Moving to a new state can cause considerable anxiety if you're not sure where to begin your preparations. Doing so while working a full-time job can make things even more difficult. There will be a lot to take care of, so the earlier you can start your preparations the easier your transition will be.
Securing a New Place to Live
Take some time in the months prior to your expected move date to evaluate the rental market in the area. Use property management websites, but also private rental listings in online classified ads, to build a list of potential apartments or rental homes that suit your needs and your budget. The time this takes can vary based on the number of homes on the market, and your specific needs, but if you give yourself at least three months to find a first, second and third choice, you'll stand a good chance of securing one of the units you're after.
One of the biggest mistakes you can make is moving into a new home, sight unseen. Whenever possible, put your own eyes on the rentals you're interested in. Either take a week and travel there personally, or reach out to friends and family who might be nearby. Take stock of who you know in the area, and who might have the ability to get to the city in question. Make appointments to view the properties at least a month ahead, so time isn't wasted and you can stay on schedule.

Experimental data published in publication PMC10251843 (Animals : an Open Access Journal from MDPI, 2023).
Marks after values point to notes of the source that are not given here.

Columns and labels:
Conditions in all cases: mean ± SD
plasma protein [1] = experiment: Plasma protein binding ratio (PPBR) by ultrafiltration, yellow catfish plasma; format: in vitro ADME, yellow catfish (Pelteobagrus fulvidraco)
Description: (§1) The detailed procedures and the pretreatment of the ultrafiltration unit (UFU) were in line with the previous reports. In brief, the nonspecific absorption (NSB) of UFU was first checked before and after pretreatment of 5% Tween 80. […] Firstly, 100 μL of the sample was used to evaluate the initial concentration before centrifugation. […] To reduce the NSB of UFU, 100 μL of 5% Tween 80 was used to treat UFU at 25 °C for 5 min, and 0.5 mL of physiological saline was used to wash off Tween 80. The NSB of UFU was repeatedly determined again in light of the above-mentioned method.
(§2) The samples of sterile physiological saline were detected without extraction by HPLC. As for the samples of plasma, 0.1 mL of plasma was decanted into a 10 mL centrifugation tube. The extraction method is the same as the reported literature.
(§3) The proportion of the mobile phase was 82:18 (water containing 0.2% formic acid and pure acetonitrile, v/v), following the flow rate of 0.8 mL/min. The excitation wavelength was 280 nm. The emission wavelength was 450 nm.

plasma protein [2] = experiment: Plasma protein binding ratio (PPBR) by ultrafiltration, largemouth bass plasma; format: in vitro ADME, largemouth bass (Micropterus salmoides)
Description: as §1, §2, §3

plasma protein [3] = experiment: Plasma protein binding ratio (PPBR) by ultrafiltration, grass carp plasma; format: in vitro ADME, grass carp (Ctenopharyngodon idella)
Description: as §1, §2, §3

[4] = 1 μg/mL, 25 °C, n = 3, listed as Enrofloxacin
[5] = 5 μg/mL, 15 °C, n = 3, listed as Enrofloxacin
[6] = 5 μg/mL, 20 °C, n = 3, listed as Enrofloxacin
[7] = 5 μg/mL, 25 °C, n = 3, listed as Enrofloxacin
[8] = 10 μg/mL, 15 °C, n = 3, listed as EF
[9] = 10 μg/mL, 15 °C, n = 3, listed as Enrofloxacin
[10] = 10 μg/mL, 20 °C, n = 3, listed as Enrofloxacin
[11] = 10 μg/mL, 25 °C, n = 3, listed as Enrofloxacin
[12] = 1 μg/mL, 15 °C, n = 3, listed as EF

Don't plan on having helping hands at both ends of your move, especially if you're relocating to a city you've never lived in before. Plan to hire at least two professional movers for the loading, unloading, or both. The time needed will depend on how many people are helping and the number of rooms being loaded, but if you give yourself at least one hour for every 300 square feet, you'll be able to keep on target.
You can save time and money by packing your own boxes and pre-staging your furniture to make it more easily accessible when moving day arrives. Disassemble bed frames, unplug appliances, and secure power cords with zip ties so that these things don't need to be done on the day of your move either. Anything that might be classified as fragile, sensitive or extremely important should be packed in your car rather than in a moving vehicle, such as personal documents, heirlooms, or expensive electronics.
Developing a good plan and calling on all the resources at your disposal will help ensure a smooth move. Don't discount the people you know, but plan for their own lives taking precedence. The more preparation you can do before your moving crew arrives the earlier in the day you'll be able to get on the road, and the fewer questions you'll have once you arrive at your new home. Contact movers, such as United Moving and Storage, for further help.